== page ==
10 月 2 日
From 14.00 GMT on October 2nd to 23.59 GMT on October 5th
25% Discount on "Dewoitine D.520 Starter Pack"
From 12.00 GMT on October 3rd to 8.00 GMT on October 6th
Complete the special missions to earn Silver Lions and the unique D.521!
Destroy 60/20/10 enemy planes in AB/RB/SB:
Destroy 120/40/20 enemy planes in AB/RB/SB:
Destroy 240/60/40 enemy planes in AB/RB/SB:
Destroy 360/120/60 enemy planes in AB/RB/SB:
Lottery: 20.000 Silver Lions or D.521
Lottery: 50.000 Silver Lions or D.521
Lottery: 100.000 Silver Lions or D.521
Counted are enemy plyer-controlled aircraft that are destroyed in aerial combat by players flying Rank II to V aircraft. The more advanced the task, the higher the chance to unlock the unique D.521 through the lotterty, that is decided directly after unlocking the corresponding achievement. By completing all of the missions in one set the player is guaranteed to get the D.521!
As early as 1936, the French Air Ministry issued a specification for a new fighter for the Armée de l'Air requiring a much more modern, faster and effective fighter for the years to come. Émile Dewoitine’s company responded with his second design after a rather disappointing D.513, which lost out to the Morane-Saulnier M.S.406. Making matters worse for Dewoitine, after the impressive depute and first flights of the Hawker Hurricane and Supermarine Spitfire, the French Air Ministry increased the speed requirement from their original specification to 500 KPH (310 MPH).
The new design design from Dewoitine was designated D.520 and would originally feature the most powerful engine available to the French in the form of the Hispano-Suiza 12Y-21. Armament would consist of 7.5mm MAC 1934 Machine guns and one Hispano-Suiza HS.9 20mm cannon mounted centrally through the propellor hub. Eventually the engines were changed and improved Hispano-Suiza 12Y were adopted and trialed. The 20mm cannon were also changed to a drum fed Hispano-Suiza HS. 404 cannon.
On the 2nd October 1938 the design first took to the skies with a fixed pitch two bladed propellor as a temporary arrangement. However the aircraft only achieved 480 KPH during the test flight and several critical improvements needed to be made overall. After several improvements being made and various prototypical trials in 1939, a contract was eventually placed for an initial order of 200 production machines in March followed by an additional order for 510 in July. Several other prototypes were also trialed such as the Rolls Royce Merlin III powered D.521 and Allison V-1710 C-1 powered D.522 amongst others, however none were adopted for production.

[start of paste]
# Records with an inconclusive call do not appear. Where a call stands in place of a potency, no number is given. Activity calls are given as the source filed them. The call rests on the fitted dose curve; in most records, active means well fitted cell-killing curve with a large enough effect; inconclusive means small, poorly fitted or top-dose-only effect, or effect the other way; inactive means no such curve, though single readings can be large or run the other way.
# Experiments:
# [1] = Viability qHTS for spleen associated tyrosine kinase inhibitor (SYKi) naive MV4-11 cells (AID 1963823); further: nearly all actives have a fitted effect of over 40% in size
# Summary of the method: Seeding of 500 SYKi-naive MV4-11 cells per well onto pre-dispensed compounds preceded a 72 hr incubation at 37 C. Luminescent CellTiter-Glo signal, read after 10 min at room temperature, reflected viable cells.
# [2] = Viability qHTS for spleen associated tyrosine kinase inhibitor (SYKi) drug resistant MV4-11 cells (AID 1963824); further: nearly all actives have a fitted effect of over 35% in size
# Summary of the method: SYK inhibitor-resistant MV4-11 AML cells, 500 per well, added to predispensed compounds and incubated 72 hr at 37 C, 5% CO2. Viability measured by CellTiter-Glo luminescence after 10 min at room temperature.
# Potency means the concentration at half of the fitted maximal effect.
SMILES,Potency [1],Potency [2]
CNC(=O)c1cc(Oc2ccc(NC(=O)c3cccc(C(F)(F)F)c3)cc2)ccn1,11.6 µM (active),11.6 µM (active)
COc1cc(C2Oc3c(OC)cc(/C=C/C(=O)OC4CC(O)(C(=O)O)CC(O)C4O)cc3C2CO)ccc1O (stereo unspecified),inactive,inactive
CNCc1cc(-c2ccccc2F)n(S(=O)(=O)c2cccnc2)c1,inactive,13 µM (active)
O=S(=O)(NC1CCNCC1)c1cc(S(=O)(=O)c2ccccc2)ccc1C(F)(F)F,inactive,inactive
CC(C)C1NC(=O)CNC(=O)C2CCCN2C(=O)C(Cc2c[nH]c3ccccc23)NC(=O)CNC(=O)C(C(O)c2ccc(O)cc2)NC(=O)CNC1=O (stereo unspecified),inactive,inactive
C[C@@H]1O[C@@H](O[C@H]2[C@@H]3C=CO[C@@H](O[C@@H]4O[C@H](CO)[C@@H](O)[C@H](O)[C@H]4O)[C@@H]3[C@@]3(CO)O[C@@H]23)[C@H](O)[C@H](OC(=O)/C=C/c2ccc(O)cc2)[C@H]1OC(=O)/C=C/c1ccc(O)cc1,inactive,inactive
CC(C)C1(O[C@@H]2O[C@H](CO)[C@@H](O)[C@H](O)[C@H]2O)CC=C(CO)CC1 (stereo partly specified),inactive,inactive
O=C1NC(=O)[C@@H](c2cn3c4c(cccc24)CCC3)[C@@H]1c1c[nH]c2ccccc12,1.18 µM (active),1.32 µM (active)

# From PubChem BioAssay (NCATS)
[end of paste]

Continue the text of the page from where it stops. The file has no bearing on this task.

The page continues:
The outbreak of war greatly increased the order of Dewoitine’s new fighter to 1,280 followed by 120 for the Aéronavale. Again more improvements such as improved engine cowling, rear fuselage extensions and several aerodynamic improvements were introduced from the initial few production aircraft onwards. The first groups to receive the aircraft in January of 1940 found the aircraft very likable and it was favored by the pilots that flew it. in April trials at Orleans-Bricy with a captured German BF 109 E3 showed that the German design was 32 KPH faster than the Dewoitine design. However the French fighter held the edge in maneuverability and turning circle.
By the time of the German invasion of France, only 200 or so D.520s had been produced, however those that had seen combat had done so with good success. Against the Italian air force the D.520 had around 114 victories with about 39-40 probables. 85 D.520s were lost as a result. On the Armistice signing in June of 1940, 437 machines had been built. Several had been evacuated to Algeria and Britain by Free French resistance to avoid falling into German hands.
Production of the D.520 was allowed to continue under the Germans for the Vichy government on the agreement that Germany would receive around 2000 of their own. The very same aircraft that had been fighting against the Germans and Italians was now fighting for the Vichy French Air Force , Luftwaffe and Regia Aeronautica against the RAF. The most notable D.520 ace, Pierre Le Gloan was credited with shooting down 18 aircraft of both Italian, German and British origination because of these circumstances.